Alabama conference honors "faithful" Sunday school teacher
|A UMNS photo courtesy of the Alabama-West Florida Conference
Bishop Larry M. Goodpaster honors Marie Gray for teaching Sunday school for more than 70 years.
June 24, 2006
A UMNS Feature
By Kathy L. Gilbert*
She seems a little too frail to be called a giant but that’s
exactly what “Mrs. Gray” has been for many children over the past
Marie Gray has been teaching first-and second-graders John 3:16,
the Lord’s Prayer and the 10 Commandments since she was 16. She was
honored for her faithful service to Coden (Ala.) United Methodist Church
during the Alabama-West Florida Annual (regional) Conference June 4-7.
“I’m 92 going on 93,” she says. “I think they said I was 93 (at
annual conference), they also said I taught for 75 years, it is really
more like 70.”
Determined to set the record straight, she adds, “They said something about I did it continuously--now that’s not right either.
“I had two sons and I stayed out when my sons were born—then,
too, I went to college. ‘Course I picked it up as soon as I got home. So
I think 70 years would be about right.”
One thing that didn’t keep her from teaching Sunday school was
Hurricane Katrina. Even though the storm wiped out the Sunday school
building, Gray was able to teach her “little ones” on the kitchen floor
of the fellowship hall soon after the storm passed.
“You know we had this terrible hurricane—Katrina-- that came
through and tore up our Sunday school building. It just demolished it
and flooded the whole church,” she says.
She came back from her son’s house where she had gone during the
hurricane to see what Katrina had done her church. “I guess it was the
next day or so that I went down there and saw it. I cried my heart out
when I couldn’t see my Sunday school class. All my little stuff had
floated away,” she says.
|A UMNS photo by Mike DuBose
section of wall framing rests atop a crib in the Sunday school building
at Coden (Ala.) United Methodist Church following Hurricane Katrina.
The sanctuary and fellowship hall were flooded but left standing,
says the Rev. Linwood Lewis, pastor of Coden United Methodist Church.
The congregation was back in the sanctuary in about three weeks and a
group of volunteers from North Carolina cleaned out the fellowship hall
so Gray and others could hold Sunday school.
Gray worried about her “sweet little ones” having to sit on a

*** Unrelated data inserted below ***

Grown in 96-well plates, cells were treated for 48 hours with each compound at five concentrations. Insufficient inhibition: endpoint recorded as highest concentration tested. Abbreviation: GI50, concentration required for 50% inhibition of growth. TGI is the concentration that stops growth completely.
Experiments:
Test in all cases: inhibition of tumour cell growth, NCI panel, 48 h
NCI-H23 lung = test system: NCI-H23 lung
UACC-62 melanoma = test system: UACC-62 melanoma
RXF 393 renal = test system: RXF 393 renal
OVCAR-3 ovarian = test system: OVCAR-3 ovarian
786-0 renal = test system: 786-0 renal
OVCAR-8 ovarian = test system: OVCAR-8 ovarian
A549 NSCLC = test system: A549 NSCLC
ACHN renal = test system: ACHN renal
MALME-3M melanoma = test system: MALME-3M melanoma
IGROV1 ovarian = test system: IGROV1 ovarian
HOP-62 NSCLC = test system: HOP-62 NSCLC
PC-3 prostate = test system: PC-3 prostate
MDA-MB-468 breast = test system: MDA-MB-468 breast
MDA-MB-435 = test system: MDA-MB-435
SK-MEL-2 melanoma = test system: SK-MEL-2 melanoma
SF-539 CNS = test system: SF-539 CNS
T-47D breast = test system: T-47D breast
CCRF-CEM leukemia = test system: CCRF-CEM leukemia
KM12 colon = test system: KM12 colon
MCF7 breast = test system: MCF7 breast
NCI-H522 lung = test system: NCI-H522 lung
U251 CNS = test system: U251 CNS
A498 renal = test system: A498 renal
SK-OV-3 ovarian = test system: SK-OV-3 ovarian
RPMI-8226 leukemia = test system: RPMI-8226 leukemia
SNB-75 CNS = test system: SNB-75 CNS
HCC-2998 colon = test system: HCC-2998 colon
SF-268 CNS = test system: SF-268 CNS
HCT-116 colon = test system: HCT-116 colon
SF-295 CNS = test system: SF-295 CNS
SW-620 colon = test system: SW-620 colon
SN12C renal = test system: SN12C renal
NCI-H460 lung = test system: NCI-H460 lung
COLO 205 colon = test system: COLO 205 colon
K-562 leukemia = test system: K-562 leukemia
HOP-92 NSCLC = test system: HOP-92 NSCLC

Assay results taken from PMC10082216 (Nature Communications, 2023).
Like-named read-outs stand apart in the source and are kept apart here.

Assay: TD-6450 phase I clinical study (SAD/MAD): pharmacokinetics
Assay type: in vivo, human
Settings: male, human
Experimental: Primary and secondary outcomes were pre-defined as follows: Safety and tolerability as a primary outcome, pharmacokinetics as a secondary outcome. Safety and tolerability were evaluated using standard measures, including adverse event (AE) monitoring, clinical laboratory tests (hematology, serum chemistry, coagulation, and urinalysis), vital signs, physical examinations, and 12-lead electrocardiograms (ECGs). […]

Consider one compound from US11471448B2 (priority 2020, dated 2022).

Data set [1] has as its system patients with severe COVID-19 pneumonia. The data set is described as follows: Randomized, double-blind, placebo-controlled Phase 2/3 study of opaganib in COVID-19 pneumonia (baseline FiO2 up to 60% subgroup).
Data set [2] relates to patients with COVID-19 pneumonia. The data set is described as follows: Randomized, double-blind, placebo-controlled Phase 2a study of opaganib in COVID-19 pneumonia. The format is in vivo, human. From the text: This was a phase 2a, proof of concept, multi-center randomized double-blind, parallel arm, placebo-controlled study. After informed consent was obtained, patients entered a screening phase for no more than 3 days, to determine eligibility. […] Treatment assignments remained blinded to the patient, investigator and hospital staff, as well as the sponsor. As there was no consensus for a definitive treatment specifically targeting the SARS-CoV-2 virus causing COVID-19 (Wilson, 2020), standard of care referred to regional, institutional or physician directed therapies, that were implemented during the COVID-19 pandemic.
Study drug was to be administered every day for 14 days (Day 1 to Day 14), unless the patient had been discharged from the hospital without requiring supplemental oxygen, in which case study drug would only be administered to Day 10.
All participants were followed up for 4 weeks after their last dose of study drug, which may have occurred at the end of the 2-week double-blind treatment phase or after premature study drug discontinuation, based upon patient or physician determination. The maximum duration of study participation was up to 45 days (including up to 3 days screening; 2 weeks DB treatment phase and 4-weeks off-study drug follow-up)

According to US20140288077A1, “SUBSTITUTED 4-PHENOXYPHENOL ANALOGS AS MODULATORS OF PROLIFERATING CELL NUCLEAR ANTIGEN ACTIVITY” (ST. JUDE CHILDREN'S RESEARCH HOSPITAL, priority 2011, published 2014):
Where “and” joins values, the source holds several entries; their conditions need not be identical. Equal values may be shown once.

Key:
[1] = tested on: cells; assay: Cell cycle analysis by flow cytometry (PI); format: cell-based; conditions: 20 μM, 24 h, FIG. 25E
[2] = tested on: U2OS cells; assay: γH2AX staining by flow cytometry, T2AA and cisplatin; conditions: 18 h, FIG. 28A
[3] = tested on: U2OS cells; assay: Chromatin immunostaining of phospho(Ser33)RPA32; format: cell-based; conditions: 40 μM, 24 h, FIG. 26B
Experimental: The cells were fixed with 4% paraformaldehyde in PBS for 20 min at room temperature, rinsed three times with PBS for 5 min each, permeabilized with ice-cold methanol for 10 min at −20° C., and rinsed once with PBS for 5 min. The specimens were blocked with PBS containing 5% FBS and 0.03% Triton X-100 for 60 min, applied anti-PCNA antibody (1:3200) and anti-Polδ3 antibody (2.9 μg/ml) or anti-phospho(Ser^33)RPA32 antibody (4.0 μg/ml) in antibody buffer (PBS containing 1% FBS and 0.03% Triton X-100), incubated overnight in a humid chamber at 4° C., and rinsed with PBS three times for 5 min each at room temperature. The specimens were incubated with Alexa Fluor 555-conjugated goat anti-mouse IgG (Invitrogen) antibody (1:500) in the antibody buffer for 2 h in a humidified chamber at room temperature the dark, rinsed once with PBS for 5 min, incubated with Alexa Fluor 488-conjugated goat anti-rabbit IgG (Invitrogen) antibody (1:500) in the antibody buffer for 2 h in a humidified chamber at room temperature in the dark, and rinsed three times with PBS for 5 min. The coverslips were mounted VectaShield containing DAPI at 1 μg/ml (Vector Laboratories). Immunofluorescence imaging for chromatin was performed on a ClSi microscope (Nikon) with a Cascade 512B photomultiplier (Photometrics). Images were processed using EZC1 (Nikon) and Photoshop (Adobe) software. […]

cold kitchen floor so she brought in blankets. She still grieves over
the loss of most of the “little chairs” she had been using for years. “I
was able to save about seven of them,” she says.
Since the hurricane, the church had turned the unused parsonage into the new Sunday school building.
“She is delighted with her Sunday school room now, it is the biggest of the bunch,” says Lewis, laughing.
After being hit by numerous hurricanes over the years, the
congregation has voted to move the church to higher ground, away from
“I want the move with my head but not with my heart,” Gray says. “I’ve been there so many years.”
Gray says she was overwhelmed when Bishop Larry M. Goodpaster honored her at annual conference.
“My son got me down there to Christ United Methodist Church. I was so overwhelmed; I didn’t know what I was doing.”
She says she thinks her pastor was behind everything. “I didn’t
want all that praise because my way of praising the Lord is teaching.”
Despite her modesty, Lewis points out that Gray plays a big role
in everyone’s lives. “If she is not at church on Sunday, everybody gets
worried,” he says.
The whole congregation is thrilled she was honored at annual
conference, he continues. “The bishop wanted to know what we did to keep
Mrs. Gray teaching and I assured him she has a room.
“Although I doubt she hears but about 10 percent of what I say on Sunday, she is there and that’s the main thing,” he says.
Generations of inspiration
“Our little church is more of a family church,” Gray says. “I
taught some of the fathers and mothers and now I’m teaching their
children. I don’t know how many generations I’ve taught--three or four I
Gray was an elementary school teacher for 37 years in Bayou La Batre.
“The Lord has had his hand on me for a long time,” she says, when
asked what inspires her to teach the children. “I did a lot of things
that were not pleasing to the Lord, but I asked his forgiveness. He was
always there to forgive me.”
Gray likes to get to church early on Sunday morning so she has time to kneel and pray at the altar for her young charges.
“I love to do that,” she says. “I feel like if I can go to church
and pray for all my problems and pray for all my children, I will be
*Gilbert is a United Methodist News Service news writer based in Nashville, Tenn.
News media contact: Kathy L. Gilbert, Nashville, Tenn., (615) 742-5470 or firstname.lastname@example.org.
|Audio Interview with Marie Gray